Good and faithful Sheppard
David Sheppard 1929-2005 by Stephen Chalke
In his first summer in the Cambridge side, 1950, it was he more than his fellow freshman Peter May who caught the headlines. He scored a century in the first match, a double century against the touring West Indians and by August he was in the England team. He liked to tell the story of his first Test innings at The Oval. When he had reached 11, the Tannoy announced that Princess Elizabeth had given birth to a girl, and the West Indians in the crowd chanted "Let's have a wicket for the Princess". He was promptly bowled by Sonny Ramadhin.
Then, only 21 years old, he was fitting his study of history around a winter tour of Australia.
His game was still evolving. At Sherborne, a late developer, he had not broken into the first XI until he was 17. But, thanks perhaps to a daily bottle of Guinness from his housemaster, he shot up a foot in two years and became a powerful young batsman, scoring so many runs that he was making his debut for Sussex at 18. After two years of National Service he returned to the Sussex team in August 1949 and in successive matches reeled off scores of 204, 147 and 130.
In Australia runs came less easily but he had determination and he managed to get the introverted Len Hutton to take him under his wing. At this stage, like many from the public schools, he had a predominantly off-side game, but Hutton got him playing over the line of the ball. Back in England the following summer, though he topped 2,000 runs, he became for a while rather an on-sided player.
The next two summers were the apex of his cricket career. In 1952, preferred to May as Cambridge captain, he hit 10 centuries - including a maiden Test hundred against India - and finished top of the national averages. "Sheppard, tall and well built, looks a batsman from the moment he takes guard," Wisden wrote. Then in 1953 he played his only full season of county cricket, captaining Sussex so successfully that the county rose from 13th to 2nd in the table. In the seven years of the great Surrey's reign no county ran them closer than Sheppard's Sussex.
It was a time when young amateurs were expected to lead out seasoned professionals and it is arguable whether any won their respect as completely as Sheppard did. He was an outstanding batsman and a courageous close catcher and he practised a leadership that combined a will to succeed with a gift for pastoral care. According to another amateur Hubert Doggart, he had "an extraordinary personal magnetism which his team found hard to resist" while Jim Parks, later to play under May, Dexter, Cowdrey and Close, has no doubts that "he was the finest captain I ever played under". "He was only 24," wicket-keeper Rupert Webb says, "but he seemed older. He led from the front, he always had time for everybody, and the whole team admired him. If he'd said to me `Try not to get out', they could have hit me on the head and I'd have stayed there." At the end of the summer, Alan Oakman recalls, they all received personal letters of thanks.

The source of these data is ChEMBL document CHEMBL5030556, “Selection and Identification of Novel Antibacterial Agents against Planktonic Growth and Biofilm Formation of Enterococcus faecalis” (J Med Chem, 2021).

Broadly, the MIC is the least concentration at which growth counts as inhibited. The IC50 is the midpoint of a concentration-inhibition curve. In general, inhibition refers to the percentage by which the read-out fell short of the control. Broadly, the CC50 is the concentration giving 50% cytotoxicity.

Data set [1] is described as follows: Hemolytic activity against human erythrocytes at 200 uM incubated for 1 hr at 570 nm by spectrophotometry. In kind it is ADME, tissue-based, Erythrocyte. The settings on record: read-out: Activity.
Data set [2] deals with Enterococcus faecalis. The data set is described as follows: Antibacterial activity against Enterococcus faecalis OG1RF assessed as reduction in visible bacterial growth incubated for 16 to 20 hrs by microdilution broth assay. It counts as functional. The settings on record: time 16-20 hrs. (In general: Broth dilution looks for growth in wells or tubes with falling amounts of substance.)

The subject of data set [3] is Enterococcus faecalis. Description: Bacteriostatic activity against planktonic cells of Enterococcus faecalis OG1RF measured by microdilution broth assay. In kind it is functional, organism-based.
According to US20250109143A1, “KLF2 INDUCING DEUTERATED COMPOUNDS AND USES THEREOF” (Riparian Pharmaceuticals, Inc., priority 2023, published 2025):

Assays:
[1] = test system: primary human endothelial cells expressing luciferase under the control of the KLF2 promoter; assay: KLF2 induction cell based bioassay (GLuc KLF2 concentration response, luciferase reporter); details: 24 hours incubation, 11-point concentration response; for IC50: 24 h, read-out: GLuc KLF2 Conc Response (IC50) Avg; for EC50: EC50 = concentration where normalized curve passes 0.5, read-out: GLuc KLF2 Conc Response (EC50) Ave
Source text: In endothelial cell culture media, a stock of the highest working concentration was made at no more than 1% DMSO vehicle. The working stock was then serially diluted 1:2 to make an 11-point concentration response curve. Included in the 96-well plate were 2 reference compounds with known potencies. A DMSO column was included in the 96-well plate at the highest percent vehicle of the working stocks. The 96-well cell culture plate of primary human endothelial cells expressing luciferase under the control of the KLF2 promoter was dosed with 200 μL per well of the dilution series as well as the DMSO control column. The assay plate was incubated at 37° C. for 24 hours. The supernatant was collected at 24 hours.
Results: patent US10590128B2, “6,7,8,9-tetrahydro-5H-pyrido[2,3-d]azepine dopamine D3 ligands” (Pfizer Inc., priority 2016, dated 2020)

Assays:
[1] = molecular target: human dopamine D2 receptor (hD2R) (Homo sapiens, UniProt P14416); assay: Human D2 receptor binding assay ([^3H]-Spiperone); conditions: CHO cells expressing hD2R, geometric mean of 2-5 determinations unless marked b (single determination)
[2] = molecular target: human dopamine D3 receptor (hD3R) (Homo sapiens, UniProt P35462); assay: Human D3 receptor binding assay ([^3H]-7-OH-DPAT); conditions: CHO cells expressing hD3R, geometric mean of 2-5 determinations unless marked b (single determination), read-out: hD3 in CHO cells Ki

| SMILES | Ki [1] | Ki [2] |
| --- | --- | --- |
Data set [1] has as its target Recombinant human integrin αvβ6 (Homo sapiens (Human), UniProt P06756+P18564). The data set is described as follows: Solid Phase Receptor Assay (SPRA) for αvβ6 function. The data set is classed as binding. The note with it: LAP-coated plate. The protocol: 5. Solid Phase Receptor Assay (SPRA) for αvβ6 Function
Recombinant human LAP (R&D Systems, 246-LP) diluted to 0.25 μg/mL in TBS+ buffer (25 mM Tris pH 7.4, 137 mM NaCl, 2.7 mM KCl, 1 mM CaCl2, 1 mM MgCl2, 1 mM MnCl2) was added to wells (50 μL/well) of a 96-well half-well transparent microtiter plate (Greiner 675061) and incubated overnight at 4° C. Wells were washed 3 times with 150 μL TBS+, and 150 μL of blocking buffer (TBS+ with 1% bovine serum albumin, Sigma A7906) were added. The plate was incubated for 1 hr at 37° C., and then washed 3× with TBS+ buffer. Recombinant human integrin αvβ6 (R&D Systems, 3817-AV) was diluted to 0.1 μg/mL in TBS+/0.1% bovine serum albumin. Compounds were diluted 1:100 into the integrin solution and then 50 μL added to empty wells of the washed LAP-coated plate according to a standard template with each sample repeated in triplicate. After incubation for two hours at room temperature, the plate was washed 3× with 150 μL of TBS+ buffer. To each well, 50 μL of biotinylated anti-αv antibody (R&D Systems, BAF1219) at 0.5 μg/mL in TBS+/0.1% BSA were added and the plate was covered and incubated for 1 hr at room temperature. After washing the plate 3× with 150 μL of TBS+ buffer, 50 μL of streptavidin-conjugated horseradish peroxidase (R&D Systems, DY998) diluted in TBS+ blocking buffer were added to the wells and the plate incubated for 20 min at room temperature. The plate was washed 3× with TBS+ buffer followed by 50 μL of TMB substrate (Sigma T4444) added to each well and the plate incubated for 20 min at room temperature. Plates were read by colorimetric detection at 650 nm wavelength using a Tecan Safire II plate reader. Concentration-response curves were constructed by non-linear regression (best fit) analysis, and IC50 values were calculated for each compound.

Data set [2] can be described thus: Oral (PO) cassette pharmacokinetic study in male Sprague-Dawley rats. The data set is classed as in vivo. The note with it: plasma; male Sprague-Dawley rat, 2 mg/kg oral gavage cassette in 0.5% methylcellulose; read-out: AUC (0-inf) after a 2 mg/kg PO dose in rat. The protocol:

His batting was inspirational. On the final day at Leicester it seemed that the home team would never declare, so he signalled the taking of the new ball and laboriously reset the field. Then Charles Palmer, captain and secretary of the impoverished club, waved his batsmen in. "I knew they couldn't afford a new ball," Sheppard joked as they left the field, and he put on his pads and scored an unbeaten 186 in 31/2 hours. "It was the most exciting innings I ever played," he said. At Bournemouth he came down the track to the unhittable Derek Shackleton and lofted him over his head for 22 in an over, and on an awkwardly green pitch at Guildford he battled for a 41/2-hour century that brought victory over the mighty Surrey. "He was wonderfully single-minded," Colin Cowdrey wrote of him, "always hungry for runs."
Then began his theological training - though, in the final words of his 1964 book Parson's Pitch, it was "not so much a case of giving up cricket as of taking up something else which is infinitely worthwhile".